• People are familiar with how to book a taxi
  • Established taxi companies exist in Edmonton
  • ETS uses taxis now to provide rides as part of Disabled Adult Transit Service
Cons
  • Accessible vehicles and driver standards limited by existing taxi laws
  • Only transit centre drop off during weekday peak hours
Pros
  • Fixed schedule
  • Professionally-trained ETS drivers
  • Customers do not have to book their trip
Cons
  • Operates in peak hours only, Monday to Friday
  • Buses go to nearest ETS transit centre
  • May be cancelled after 18 months if minimum ridership standards are not met 

Background

For neighbourhoods that are losing service or will have excessive walking distances, ETS is committed to finding alternative transit solutions for them. In January 2019, City Council requested that ETS explore providing this type of service to neighbourhoods that do not currently have regular transit. The Council request includes reviewing community routes to better serve areas of the city with many seniors' housing complexes.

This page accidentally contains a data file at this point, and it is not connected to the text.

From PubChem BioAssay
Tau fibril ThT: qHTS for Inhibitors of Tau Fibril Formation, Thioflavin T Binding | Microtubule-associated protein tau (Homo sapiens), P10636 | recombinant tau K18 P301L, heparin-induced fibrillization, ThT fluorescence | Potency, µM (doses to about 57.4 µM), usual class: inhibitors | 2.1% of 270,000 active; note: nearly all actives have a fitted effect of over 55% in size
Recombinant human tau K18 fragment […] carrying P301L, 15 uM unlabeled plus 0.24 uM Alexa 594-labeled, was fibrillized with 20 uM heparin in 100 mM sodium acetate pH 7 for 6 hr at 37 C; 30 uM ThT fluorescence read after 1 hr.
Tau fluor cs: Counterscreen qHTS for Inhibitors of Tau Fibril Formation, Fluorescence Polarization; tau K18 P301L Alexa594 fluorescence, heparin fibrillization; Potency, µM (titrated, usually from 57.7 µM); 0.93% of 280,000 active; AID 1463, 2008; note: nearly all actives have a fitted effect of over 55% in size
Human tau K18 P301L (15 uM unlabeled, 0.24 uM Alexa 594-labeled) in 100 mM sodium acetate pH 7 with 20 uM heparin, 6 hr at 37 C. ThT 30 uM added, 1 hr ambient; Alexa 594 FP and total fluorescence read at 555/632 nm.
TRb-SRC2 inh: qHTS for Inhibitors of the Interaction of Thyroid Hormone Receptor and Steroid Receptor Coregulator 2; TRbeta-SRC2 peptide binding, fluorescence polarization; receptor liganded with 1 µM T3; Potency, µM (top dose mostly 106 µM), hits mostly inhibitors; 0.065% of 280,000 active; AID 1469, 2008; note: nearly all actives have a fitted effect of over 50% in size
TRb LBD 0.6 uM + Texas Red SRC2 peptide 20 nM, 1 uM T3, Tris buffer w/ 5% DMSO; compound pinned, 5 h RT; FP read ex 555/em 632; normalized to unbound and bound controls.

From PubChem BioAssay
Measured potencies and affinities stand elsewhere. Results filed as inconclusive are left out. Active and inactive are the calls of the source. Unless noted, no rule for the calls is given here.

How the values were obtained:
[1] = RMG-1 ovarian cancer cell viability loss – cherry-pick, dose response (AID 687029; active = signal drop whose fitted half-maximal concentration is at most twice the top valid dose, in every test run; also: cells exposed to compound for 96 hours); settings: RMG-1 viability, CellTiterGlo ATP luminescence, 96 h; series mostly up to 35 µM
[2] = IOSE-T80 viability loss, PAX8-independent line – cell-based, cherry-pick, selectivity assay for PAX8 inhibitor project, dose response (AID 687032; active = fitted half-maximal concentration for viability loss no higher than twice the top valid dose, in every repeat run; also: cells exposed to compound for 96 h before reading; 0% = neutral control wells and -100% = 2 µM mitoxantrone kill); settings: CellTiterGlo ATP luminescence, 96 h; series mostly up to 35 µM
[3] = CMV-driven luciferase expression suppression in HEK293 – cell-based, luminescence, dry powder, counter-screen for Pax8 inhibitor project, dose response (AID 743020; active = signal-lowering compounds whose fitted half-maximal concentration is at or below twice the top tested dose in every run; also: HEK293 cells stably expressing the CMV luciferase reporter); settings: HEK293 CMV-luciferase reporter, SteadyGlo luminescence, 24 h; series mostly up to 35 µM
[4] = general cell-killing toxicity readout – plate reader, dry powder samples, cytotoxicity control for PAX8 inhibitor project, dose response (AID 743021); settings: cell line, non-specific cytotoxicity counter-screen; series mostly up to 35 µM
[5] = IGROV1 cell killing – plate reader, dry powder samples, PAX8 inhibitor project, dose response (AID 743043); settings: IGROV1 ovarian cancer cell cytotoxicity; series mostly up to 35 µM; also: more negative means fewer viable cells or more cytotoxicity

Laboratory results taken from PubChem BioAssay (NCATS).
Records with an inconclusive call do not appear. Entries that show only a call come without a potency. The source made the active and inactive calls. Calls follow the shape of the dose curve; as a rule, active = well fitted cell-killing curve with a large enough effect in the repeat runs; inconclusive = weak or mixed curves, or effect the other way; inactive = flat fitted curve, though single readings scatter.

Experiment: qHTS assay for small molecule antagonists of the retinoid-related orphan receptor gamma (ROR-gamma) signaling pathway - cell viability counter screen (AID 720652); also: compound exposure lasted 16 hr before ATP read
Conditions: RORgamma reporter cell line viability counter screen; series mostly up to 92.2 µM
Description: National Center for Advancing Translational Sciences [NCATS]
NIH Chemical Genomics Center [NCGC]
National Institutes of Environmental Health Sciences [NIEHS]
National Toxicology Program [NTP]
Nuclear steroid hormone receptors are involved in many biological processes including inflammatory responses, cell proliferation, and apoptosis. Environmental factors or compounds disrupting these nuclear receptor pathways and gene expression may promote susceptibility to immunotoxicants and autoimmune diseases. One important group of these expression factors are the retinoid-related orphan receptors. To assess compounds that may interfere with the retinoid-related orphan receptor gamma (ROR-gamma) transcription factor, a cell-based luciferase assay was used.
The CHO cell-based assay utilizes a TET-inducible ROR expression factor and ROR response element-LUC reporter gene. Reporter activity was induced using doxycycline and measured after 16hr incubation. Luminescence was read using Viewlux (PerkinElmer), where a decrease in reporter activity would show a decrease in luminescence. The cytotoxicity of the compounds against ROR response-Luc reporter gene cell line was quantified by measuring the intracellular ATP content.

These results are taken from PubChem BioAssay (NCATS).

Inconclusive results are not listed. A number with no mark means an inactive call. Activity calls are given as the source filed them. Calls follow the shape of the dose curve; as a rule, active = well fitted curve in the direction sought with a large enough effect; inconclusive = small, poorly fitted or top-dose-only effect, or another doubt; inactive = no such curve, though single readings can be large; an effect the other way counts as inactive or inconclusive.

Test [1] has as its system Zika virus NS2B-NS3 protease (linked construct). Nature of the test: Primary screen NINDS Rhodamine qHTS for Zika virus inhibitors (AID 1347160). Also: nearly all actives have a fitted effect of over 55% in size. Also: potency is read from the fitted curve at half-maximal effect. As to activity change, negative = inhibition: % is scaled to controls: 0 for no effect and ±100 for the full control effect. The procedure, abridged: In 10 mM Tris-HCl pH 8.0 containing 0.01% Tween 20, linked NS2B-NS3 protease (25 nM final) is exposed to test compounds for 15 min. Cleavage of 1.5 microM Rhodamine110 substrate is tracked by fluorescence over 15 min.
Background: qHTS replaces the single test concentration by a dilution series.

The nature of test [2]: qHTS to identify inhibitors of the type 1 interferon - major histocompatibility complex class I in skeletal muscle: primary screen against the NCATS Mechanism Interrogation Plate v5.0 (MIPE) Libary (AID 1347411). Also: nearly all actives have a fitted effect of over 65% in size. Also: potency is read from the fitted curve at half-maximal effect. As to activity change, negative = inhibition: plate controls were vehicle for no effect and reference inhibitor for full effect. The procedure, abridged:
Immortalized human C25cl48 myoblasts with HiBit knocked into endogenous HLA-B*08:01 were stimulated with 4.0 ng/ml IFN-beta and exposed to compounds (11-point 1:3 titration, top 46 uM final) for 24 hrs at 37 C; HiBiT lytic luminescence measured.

Next Steps

A report containing implementation details and operating costs for an alternative transit solution will go to City Council in November 2019. If approved, the solution could start to be phased in alongside the Bus Network Redesign in summer 2020.

Frequently Asked Questions

How are transit resources allocated?

Public transit benefits both the community and individuals, so transit costs are covered 60% through municipal taxes and 40% through customer fares.

In order for ETS to provide best value to all taxpayers, it regularly evaluates the performance of its routes. If a route has a low number of passengers, buses will be moved to another location where the travel demand is higher. In the absence of regular transit service, ETS is evaluating alternative transit options for affected communities.

Why will my community not have regular bus service in the future?

Demand for transit varies across the city, which is why City Council requested that ETS review the bus network to provide better service without increasing the number of buses, operators and service hours. For some communities, this means service will be removed for several reasons.

  • Transit use is low--minimum threshold for riders is not met
  • There is low population density--not enough potential customers
  • Walking distances to the nearest transit stop are greater than 600 metres
  • There are geographic constraints to providing service--buses must backtrack
     
I live in a newer community that doesn’t currently have transit service. Will I get an alternative transit option?